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Proof

Author: America's Test Kitchen

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We tell the weird and surprising and funny backstories around food and drink. The tales we haven’t all heard yet, the ones that have been lost, the under-told. This is not a recipe show. And this is not a show about celebrity chefs or what they like to eat. Proof goes beyond recipes and cooking to investigate the foods we love (tiki drinks) and don't love (the grain bowl); ask the big questions (where do food cravings come from?); and uncover the hidden backstories that feed your food-obsessed brain. Hosted by Bridget Lancaster. A production of America's Test Kitchen. Please take our season 2 survey: http://bit.ly/proofpodcast2



24 Episodes
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Chinese restaurants are an essential part of the American landscape -- even more ubiquitous than McDonald’s. But a century ago, they were almost extinguished by legislation passed around the country that barred young white women from eating at chop suey houses. This is the story of an organized effort to wipe out Chinese eateries altogether and how these restaurants survived in spite of it.We want to get your feedback about Proof. Please take this survey so we know what you like and what we can do better: http://bit.ly/proofpodcast2.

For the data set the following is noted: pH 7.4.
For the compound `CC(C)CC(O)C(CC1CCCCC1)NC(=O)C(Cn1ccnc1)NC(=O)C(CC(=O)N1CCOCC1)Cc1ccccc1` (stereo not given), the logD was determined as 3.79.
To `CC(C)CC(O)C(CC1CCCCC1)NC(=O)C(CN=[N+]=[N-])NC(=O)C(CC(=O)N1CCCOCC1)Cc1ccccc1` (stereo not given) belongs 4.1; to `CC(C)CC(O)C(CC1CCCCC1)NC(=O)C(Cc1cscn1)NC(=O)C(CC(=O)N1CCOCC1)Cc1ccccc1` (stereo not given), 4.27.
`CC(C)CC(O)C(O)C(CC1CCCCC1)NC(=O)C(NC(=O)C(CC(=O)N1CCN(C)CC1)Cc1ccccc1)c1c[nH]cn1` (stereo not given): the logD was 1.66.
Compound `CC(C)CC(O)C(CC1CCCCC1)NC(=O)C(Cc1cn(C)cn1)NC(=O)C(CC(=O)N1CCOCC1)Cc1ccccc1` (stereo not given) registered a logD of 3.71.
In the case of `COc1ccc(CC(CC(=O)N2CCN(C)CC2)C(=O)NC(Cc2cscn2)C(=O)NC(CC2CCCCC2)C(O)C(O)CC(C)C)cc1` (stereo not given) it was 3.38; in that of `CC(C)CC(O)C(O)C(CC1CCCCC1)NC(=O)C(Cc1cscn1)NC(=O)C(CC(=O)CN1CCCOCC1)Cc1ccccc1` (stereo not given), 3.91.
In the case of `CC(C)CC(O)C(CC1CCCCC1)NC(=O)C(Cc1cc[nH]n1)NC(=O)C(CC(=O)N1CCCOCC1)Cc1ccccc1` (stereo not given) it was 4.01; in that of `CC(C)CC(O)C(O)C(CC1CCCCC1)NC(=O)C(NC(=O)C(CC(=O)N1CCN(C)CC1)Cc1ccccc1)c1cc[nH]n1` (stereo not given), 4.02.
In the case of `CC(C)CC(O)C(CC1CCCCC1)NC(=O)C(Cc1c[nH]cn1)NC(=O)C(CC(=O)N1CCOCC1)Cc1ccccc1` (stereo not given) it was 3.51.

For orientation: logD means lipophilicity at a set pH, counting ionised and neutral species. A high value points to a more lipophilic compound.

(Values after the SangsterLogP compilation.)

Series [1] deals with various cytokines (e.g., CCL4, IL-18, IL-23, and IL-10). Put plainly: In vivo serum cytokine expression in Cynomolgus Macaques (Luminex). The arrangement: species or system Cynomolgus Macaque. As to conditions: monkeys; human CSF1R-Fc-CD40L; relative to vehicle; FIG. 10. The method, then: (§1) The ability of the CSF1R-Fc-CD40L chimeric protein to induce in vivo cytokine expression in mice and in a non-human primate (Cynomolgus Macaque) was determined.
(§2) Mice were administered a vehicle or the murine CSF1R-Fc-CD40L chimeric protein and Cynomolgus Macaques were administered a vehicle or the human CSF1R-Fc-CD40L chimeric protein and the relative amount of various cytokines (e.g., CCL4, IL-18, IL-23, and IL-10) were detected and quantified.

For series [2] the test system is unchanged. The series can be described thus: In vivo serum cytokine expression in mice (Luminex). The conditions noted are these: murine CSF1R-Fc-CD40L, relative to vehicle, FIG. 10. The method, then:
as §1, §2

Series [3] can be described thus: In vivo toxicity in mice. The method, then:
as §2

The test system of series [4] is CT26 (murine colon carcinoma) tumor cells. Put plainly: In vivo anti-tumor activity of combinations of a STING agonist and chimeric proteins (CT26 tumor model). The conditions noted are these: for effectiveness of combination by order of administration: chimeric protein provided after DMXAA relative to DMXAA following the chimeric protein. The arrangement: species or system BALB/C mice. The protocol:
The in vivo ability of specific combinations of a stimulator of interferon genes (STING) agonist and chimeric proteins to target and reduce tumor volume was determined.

“Ugly Food” subscription boxes propose to solve a very big problem: nearly half of all the food produced in the United States is being wasted, even while many struggle to put food on the table each day. But can delivering a box of three-legged carrots and misshapen squash really address the root causes of food waste? Or is the Ugly Foods movement actually doing more harm than good?We want to get your feedback about Proof. Please take this survey so we know what you like and what we can do better: http://bit.ly/proofpodcast2.